... for example, should be directed to the efforts of the mind in emancipating itself (1) from particular forms of political government, or social arrangements, or artificial laws, in the struggle against the feudal system, and in the development of political liberty in modern times, or (2) from traditional systems of scientific teaching, as the Ptolemaic theory of astronomy, or the Cartesian of vortices. ...
— History of Free Thought in Reference to The Christian Religion • Adam Storey Farrar

... competition with the national appreciation of large families.[227] Is it likely that an intensely "practical" people, which has bolted so much of European and American "civilisation," will be wholly uninfluenced by the Western practice of limitation of offspring? What is to-day the actual strength of the social needs which have produced the large Japanese family?[228] Whatever middle-aged Japanese may think, the matter is not in their hands, but in the hands of the younger generation. Most Western economists would ...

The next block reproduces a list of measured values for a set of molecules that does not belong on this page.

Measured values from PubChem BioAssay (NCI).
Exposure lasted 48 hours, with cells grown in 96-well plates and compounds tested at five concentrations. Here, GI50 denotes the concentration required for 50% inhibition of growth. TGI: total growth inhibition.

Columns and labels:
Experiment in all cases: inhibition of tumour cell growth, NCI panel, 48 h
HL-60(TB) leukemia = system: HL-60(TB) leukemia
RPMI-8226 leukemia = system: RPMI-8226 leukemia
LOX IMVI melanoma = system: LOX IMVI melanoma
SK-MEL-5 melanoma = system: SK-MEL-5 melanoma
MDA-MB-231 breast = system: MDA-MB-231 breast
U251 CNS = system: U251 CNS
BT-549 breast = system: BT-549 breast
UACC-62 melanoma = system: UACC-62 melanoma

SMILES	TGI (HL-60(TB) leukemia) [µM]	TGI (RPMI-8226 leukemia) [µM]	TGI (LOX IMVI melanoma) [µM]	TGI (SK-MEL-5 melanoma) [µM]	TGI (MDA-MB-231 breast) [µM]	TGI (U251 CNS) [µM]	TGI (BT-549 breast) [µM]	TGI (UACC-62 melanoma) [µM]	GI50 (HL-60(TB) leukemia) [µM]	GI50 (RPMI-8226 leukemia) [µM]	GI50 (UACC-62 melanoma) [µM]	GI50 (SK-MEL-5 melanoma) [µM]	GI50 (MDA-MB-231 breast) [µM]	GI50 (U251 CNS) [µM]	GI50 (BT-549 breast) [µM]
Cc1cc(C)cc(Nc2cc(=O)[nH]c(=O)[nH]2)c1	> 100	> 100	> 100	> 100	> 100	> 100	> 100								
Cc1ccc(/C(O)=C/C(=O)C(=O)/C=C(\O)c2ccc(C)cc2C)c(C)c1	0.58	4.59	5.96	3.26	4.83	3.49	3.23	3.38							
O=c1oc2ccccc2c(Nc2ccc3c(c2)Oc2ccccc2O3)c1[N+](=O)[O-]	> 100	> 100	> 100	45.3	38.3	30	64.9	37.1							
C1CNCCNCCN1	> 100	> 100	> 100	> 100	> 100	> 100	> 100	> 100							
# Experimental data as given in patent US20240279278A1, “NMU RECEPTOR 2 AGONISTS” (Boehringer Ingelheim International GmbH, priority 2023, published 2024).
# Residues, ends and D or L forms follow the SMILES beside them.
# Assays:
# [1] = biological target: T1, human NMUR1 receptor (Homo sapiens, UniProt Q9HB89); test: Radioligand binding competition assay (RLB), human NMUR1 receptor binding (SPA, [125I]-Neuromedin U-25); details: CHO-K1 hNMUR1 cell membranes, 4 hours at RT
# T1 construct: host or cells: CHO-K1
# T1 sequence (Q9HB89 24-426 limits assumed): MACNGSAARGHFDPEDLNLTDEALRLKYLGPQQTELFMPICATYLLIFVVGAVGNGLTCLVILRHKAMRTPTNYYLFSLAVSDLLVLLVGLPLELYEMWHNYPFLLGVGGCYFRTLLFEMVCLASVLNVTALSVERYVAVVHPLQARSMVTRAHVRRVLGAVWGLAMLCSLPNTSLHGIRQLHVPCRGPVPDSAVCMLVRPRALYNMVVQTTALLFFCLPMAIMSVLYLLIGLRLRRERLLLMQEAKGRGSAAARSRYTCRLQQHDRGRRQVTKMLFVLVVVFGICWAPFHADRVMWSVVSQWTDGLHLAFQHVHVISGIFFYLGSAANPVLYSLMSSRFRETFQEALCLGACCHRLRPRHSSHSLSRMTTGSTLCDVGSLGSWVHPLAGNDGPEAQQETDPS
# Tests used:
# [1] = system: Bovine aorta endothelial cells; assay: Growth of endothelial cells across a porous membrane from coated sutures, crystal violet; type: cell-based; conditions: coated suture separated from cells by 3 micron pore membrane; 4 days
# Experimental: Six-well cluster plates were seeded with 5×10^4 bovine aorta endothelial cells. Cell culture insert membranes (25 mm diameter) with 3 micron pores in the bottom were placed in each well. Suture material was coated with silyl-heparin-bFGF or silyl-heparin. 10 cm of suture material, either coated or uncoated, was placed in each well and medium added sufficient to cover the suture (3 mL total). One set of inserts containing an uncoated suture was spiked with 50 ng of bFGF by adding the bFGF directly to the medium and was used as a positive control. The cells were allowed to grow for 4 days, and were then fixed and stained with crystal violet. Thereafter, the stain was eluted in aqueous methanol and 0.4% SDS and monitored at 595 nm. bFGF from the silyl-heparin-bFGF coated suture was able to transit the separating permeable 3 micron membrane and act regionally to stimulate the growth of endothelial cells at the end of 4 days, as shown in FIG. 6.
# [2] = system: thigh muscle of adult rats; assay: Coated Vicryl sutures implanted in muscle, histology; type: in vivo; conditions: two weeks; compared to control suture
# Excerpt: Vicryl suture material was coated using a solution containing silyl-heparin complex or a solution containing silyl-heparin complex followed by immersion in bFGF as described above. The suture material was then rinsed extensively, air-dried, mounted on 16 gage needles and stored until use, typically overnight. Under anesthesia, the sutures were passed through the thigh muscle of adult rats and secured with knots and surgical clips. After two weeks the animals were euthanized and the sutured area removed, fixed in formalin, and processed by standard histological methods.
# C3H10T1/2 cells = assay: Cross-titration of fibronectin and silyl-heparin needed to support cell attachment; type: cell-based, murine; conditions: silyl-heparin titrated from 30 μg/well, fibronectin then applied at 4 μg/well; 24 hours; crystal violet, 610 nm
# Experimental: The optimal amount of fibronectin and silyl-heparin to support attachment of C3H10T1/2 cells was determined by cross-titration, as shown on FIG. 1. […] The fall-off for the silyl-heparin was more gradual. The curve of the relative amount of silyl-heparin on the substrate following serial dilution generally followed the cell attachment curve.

— The Foundations of Japan • J.W. Robertson Scott

... Berlin and other towns. Like Peter the Great, the great elector derived his notion of better things from Holland, and he encouraged Dutch artisans to settle. His dominions were scattered and unlike. He introduced a system of government that was the same for all, and was above local or social influences. The estates lost their ancient authority, and one supreme will governed everything, through a body of trained administrators such as up to that time ...
— Lectures on Modern history • Baron John Emerich Edward Dalberg Acton

... lack of such a poem the heroism of these men has been forgotten, the losing heroism of conservatism. It was this spiritual power of a committed conscience which met the new forces as they arose, and it deserves a better name than these new forces afterward gave it. In 1830 the social fruits of these heavy conditions could be seen in the life of the people. Free ...
— Emerson and Other Essays • John Jay Chapman

... first of all to rouse public enthusiasm by letting them follow quite closely the brave doings of their own boys' units whatever these might be. Next, they would try and use the Press to teach the public that there are three kinds of war, (a) military war, (b) economic war and (c) social war. Lastly, they would explain to the Cabinet that this war of ours is a mixture of (a) and (b) with more of (b) ...